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Pleated Fan, 19th century (CH 18472611)

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Pleated Fan, 19th century (CH 18472611)

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Summary

Pleated fan. Printed and hand-colored paper leaf. Obverse: figures in a landscape with country home playing the game Blind Man's Bluff. Reverse: a pastoral boating scene. Carved, drilled and gilded bone sticks. Rivet set with stone. Gilt metal bail.

Bone carving encompasses the acts of creating art, tools, and other goods by carving animal bones, antlers, and horns. It can result in the ornamentation of a bone or the creation of a distinct object. Bone carving has been practiced by a variety of world cultures, sometimes as a cheaper, and recently a legal, substitute for ivory carving. It was important in prehistoric art, with notable figures like the Swimming Reindeer, made of antler, and many of the Venus figurines.

A handheld fan, or simply a hand fan, is any broad, flat surface that is waved back and forth to create an airflow. Generally, purpose-made handheld fans are folding fans, which are shaped like a sector of a circle and made of a thin material (such as paper or feathers) mounted on slats that revolve around a pivot so that it can be closed when not in use. Hand fans were used before mechanical fans were invented. Handheld fans have been used for thousands of years, with the earliest known examples dating back to ancient Egypt and China. These early fans were made from a variety of materials, including feathers, parchment, and palm leaves, and were used for both practical and ceremonial purposes. In ancient Rome, fans were also used for both cooling and as a decorative accessories. The first handheld fans as we know them today, made from paper or other lightweight materials and mounted on sticks, were probably invented in Japan or China during the 9th or 10th century. These fans gradually spread to other parts of the world and became popular in Europe during the 17th and 18th centuries.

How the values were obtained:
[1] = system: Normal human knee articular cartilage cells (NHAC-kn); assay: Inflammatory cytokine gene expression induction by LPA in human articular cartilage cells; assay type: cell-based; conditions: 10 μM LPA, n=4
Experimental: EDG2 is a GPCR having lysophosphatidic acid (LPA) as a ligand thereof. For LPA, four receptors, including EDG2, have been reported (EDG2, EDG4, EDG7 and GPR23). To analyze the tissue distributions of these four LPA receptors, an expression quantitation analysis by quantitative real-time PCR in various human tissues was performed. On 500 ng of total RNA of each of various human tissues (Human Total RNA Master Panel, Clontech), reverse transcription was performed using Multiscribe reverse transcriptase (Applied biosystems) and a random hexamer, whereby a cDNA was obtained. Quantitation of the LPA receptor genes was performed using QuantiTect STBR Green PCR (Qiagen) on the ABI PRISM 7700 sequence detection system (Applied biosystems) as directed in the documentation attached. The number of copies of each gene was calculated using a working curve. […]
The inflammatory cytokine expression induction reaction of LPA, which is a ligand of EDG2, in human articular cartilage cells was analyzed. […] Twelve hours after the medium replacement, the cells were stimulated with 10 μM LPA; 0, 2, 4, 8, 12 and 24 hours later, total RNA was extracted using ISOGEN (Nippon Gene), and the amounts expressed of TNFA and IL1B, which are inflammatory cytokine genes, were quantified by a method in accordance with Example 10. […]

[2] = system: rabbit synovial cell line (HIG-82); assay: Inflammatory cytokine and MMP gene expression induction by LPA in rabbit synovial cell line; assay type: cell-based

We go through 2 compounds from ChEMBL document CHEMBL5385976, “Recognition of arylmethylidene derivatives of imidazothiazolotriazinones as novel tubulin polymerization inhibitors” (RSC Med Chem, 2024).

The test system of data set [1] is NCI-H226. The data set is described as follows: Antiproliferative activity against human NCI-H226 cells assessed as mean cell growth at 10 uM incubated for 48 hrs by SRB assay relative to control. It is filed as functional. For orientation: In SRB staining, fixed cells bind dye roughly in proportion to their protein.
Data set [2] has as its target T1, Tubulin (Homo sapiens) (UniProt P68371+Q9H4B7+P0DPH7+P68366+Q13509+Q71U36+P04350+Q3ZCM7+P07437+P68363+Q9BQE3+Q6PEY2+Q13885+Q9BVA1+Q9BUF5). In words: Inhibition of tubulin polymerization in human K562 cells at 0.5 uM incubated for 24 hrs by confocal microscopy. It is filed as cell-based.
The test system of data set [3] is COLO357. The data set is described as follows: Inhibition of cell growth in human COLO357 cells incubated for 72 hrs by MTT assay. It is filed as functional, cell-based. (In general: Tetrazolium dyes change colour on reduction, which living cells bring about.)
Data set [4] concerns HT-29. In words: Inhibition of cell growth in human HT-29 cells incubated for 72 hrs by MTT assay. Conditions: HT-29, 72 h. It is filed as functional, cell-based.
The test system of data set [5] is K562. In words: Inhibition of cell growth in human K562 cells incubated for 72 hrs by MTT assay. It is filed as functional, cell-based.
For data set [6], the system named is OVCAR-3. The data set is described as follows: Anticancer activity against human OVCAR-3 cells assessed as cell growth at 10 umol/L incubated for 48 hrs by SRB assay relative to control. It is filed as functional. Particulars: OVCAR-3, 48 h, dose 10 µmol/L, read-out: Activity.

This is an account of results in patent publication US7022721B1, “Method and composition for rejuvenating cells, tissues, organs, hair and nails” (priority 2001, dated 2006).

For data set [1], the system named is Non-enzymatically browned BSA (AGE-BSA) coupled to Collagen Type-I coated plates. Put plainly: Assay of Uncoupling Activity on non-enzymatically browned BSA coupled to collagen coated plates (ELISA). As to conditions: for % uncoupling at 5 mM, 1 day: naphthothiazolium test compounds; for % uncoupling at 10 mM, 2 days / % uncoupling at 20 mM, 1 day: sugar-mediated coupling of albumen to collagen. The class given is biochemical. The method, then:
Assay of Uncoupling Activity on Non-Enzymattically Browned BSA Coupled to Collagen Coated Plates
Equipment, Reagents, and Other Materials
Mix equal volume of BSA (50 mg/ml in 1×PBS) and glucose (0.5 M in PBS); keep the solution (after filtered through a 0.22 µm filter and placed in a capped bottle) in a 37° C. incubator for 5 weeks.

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Date

1850
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Source

Cooper Hewitt Smithsonian Design Museum
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Copyright info

public domain

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textiles in the cooper hewitt smithsonian design museum
textiles in the cooper hewitt smithsonian design museum